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Tantrums Thrown by Children and How to Handle Them

 

One of the most difficult and often embarrassing challenges for a young parent is to deal with their child’s temper tantrum. These seemingly spontaneous outbursts of emotions can be extremely disconcerting and parents are often at a loss with how to deal with it.

A screaming, screeching child, whose body undergoes violent contortions in a shopping mall or a public space, while its parents stand helplessly by, is a sight we have all been privy to.

But to understand how to best deal with a tantrum, it is important to first understand what a tantrum is.

 

Why do children throw tantrums?

Tantrums and other similar behaviour are extremely common in children, especially between the ages of 0 to 3. This is primarily because, at this early stage of their development, children lack the ability to communicate complex emotions.

However, they start to increasingly come in contact with a world that demands such abilities. As a result, children respond to these challenges by seeking to change the rules that the world plays by.

Tantrums thus are a way for children to communicate with a world that they find too tough to deal with. It is also seen that if not treated and dealt with appropriately, tantrums could continue well beyond the age of 3.

 

 

 

While a tantrum might well be a child’s way of seeking attention, it is important that parents take cognizance of the fact that very often a child who frequently has emotional outbursts is experiencing some phenomenon that is beyond its ability to cope.

This might include an extremely hostile environment within the family, constant in-fighting, a bully at school or an authoritarian instructor. A child might respond to any and all of these factors, especially if it believes them to be unsolvable, by violent fits of temper that are designed to attract maximum attention.

Children, who are undergoing any form of emotional or physical trauma, whether at home or at school, might respond in other places by vigorously trying to seek control. Such tantrums if not detected and treated properly, could lead to long term psychological scarring of the child.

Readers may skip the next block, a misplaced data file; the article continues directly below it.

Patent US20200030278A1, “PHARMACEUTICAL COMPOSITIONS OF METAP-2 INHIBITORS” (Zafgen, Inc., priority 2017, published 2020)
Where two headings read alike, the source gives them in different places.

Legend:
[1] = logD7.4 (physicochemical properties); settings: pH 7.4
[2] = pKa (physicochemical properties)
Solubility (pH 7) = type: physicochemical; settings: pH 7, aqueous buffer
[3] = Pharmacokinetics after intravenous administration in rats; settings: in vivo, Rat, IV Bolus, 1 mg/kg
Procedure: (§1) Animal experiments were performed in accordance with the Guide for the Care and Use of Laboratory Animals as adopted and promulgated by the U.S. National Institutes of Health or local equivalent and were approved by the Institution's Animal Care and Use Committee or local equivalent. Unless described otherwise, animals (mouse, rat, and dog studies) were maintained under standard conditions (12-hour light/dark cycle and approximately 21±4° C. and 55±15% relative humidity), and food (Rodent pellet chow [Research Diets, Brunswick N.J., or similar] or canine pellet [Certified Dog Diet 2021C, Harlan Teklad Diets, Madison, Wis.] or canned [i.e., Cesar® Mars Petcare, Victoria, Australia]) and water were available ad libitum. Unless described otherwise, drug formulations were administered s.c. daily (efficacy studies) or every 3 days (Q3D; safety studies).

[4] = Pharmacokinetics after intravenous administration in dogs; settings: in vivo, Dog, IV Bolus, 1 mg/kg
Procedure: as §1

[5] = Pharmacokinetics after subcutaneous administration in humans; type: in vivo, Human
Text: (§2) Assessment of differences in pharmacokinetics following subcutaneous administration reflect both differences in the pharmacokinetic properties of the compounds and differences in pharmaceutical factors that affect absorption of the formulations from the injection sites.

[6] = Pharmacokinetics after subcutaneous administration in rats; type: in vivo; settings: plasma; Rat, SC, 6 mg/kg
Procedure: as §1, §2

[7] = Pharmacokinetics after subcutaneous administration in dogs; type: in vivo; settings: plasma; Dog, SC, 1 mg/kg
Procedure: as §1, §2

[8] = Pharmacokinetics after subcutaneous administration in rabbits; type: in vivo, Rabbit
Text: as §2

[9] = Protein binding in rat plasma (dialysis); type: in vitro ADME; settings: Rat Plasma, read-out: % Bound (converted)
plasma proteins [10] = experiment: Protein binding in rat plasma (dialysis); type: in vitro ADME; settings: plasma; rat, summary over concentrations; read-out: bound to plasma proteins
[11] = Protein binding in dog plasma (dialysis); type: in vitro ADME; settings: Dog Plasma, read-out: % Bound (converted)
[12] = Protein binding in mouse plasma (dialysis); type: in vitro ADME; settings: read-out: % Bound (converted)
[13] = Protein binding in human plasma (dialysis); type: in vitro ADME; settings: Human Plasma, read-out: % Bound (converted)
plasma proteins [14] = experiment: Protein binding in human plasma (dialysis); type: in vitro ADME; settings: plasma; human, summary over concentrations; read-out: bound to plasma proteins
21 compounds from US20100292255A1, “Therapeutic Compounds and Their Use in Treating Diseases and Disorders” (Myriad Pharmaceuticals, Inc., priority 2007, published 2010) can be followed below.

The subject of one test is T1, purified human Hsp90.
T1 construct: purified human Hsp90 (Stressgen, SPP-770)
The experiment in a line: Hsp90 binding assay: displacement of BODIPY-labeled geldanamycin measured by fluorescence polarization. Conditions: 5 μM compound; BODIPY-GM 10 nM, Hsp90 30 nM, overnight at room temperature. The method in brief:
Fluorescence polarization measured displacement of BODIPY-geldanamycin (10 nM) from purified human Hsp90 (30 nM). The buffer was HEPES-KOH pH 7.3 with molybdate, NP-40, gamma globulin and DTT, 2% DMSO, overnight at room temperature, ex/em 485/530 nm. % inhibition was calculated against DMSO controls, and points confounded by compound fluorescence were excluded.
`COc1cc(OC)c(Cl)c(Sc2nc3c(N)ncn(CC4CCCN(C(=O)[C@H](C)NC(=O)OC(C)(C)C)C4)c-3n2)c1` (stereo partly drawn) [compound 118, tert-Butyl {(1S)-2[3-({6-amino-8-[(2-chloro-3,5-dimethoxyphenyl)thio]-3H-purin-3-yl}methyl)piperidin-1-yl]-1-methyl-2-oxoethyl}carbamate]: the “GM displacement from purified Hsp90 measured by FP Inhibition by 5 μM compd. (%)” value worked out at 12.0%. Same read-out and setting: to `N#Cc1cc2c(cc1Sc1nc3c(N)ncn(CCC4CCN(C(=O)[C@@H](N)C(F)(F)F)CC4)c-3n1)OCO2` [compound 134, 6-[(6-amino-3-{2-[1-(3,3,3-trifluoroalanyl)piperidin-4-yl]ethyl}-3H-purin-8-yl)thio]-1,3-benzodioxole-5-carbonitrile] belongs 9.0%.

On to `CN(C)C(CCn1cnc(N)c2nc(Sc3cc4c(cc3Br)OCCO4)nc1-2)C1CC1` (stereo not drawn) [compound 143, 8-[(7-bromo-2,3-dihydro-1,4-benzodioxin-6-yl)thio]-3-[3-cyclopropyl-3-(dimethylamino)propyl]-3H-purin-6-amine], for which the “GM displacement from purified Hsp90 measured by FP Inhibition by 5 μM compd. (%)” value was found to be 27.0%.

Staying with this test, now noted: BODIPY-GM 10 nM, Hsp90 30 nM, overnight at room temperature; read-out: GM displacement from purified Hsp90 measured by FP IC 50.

Another very common cause for children’s tantrums is poor health. Very young children often find it frightening when their bodies do not respond to the demands of the world. Poor health and nutrition can make kids feel giddy, nauseous and weak throughout the day and create intense agitation.

 

How to deal with children’s tantrums?

In handling a child’s tantrum, the parents are the most important institutions, because in almost all the cases, the purpose of the tantrum is to gain their attention. As a parent, one must ensure that any dealing with a child’s tantrum is affirmative and positive.

The following steps can help:

  • Stay calm. Understand that a child throwing a tantrum is afraid. It looks at you for strength. An angry, irritated or panicked response to a tantrum can generate even more fear in the child’s mind.
  • Try and speak to the child calmly, rather than give in to its demands. These demands are often materialistic and are meant only as instantaneous gratification, but mask the real issues the child is going through. It is important that you pacify the child, by speaking calmly and probe for the real underlying issue.
  • Take charge of the situation and maintain consistency in how you deal with each tantrum. A child doesn’t respond to mixed reactions positively.

Choose the right pre school for your child to take care of its behaviour management early on and relax on your part for better.

 

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